The bending machine: CO2 activation and hydrogenation on δ-MoC(001) and β-Mo2C(001) surfaces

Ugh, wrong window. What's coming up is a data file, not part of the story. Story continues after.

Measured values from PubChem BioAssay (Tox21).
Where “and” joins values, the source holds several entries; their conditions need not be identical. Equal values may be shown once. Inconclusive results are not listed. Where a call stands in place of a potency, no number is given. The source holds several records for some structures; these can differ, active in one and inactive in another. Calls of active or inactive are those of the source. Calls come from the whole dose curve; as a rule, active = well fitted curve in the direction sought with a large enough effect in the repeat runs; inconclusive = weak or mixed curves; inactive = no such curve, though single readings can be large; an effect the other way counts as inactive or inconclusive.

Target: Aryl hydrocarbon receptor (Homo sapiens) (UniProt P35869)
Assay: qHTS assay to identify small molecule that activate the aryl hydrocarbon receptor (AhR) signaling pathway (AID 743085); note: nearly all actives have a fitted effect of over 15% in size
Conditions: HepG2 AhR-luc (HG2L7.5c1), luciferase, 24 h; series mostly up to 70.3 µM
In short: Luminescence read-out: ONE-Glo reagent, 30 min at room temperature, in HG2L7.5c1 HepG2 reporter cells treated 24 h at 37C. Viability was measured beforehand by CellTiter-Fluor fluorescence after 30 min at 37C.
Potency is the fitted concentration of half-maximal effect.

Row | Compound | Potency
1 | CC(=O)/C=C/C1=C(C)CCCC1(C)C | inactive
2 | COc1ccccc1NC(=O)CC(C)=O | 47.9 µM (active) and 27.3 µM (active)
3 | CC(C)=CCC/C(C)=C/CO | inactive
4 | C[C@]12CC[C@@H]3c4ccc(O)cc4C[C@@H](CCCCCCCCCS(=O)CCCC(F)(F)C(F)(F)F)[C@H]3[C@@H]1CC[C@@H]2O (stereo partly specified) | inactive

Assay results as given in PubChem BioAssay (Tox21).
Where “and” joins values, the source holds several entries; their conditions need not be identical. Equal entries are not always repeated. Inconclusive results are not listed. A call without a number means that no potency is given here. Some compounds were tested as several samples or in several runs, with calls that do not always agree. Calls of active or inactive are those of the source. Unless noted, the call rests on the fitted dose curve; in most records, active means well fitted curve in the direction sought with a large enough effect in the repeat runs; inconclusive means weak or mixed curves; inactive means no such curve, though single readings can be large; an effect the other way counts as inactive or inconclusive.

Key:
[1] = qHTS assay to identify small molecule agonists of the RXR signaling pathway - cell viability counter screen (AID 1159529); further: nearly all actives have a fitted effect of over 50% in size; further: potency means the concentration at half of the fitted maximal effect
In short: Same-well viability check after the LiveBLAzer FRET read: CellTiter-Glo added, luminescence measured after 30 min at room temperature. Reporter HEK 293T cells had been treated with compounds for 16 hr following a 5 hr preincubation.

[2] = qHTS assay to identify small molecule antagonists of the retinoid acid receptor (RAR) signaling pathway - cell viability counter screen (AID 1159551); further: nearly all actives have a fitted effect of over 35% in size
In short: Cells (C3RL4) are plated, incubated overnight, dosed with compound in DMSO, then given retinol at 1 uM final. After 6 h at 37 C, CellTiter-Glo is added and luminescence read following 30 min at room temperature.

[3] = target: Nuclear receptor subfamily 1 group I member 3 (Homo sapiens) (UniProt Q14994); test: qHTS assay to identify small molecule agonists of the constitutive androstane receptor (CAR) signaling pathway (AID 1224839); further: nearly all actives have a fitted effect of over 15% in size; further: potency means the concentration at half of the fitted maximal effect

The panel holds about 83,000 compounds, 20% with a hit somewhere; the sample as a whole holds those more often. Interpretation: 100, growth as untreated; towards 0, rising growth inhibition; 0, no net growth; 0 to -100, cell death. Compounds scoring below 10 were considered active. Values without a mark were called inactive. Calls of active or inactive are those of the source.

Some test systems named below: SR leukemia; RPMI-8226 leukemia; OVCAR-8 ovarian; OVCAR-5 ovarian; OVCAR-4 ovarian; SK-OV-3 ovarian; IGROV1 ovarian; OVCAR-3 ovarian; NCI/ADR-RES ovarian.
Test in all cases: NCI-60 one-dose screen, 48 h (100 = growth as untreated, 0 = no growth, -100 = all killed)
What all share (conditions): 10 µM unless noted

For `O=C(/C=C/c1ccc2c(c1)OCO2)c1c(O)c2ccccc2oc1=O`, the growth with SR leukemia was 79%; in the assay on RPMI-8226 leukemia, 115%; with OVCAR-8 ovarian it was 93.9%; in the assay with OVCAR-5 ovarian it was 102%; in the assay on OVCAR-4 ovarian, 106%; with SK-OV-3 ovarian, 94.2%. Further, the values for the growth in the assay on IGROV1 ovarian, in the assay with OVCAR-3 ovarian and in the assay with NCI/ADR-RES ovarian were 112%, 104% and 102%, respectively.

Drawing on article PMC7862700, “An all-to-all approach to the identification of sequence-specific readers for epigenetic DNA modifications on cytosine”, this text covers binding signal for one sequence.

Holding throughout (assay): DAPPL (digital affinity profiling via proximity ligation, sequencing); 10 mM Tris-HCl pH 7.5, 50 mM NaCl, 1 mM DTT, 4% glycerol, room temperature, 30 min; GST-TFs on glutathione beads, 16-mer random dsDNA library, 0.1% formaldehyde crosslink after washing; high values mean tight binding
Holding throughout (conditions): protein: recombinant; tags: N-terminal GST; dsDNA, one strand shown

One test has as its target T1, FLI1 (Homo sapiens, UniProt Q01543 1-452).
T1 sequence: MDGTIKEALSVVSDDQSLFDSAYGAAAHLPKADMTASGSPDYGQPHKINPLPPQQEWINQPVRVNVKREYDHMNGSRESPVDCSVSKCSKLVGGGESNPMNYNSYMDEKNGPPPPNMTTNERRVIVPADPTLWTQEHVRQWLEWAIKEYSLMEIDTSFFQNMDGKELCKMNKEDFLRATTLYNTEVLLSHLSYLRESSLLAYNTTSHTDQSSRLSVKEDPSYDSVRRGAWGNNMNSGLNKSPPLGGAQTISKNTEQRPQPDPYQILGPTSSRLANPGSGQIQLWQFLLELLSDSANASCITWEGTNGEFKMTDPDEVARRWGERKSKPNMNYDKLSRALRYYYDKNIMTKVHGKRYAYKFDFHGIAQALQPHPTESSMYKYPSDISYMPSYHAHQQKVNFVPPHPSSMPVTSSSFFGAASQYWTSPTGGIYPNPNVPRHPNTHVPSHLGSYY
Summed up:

The adsorption and activation of a CO2 molecule on cubic δ-MoC(001) and orthorhombic β-Mo2C(001) surfaces have been investigated by means of periodic density functional theory based calculations using the Perdew–Burke–Ernzerhof exchange–correlation functional and explicitly accounting for (or neglecting) the dispersive force term description as proposed by Grimme. The DFT results indicate that an orthorhombic β-Mo2C(001) Mo-terminated polar surface provokes the spontaneous cleavage of a C–O bond in CO2 and carbon monoxide formation, whereas on a β-Mo2C(001) C-terminated polar surface or on a δ-MoC(001) nonpolar surface the CO2 molecule is activated yet the C–O bond prevails. Experimental tests showed that Mo-terminated β-Mo2C(001) easily adsorbs and decomposes the CO2 molecule. This surface is an active catalyst for the hydrogenation of CO2 to methanol and methane. Although MoC does not dissociate C–O bonds on its own, it binds CO2 better than transition metal surfaces and is an active and selective catalyst for the CO2 + 3H2 → CH3OH + H2O reaction. Our theoretical and experimental results illustrate the tremendous impact that the carbon/metal ratio has on the chemical and catalytic properties of molybdenum carbides. This ratio must be taken into consideration when designing catalysts for the activation and conversion of CO2.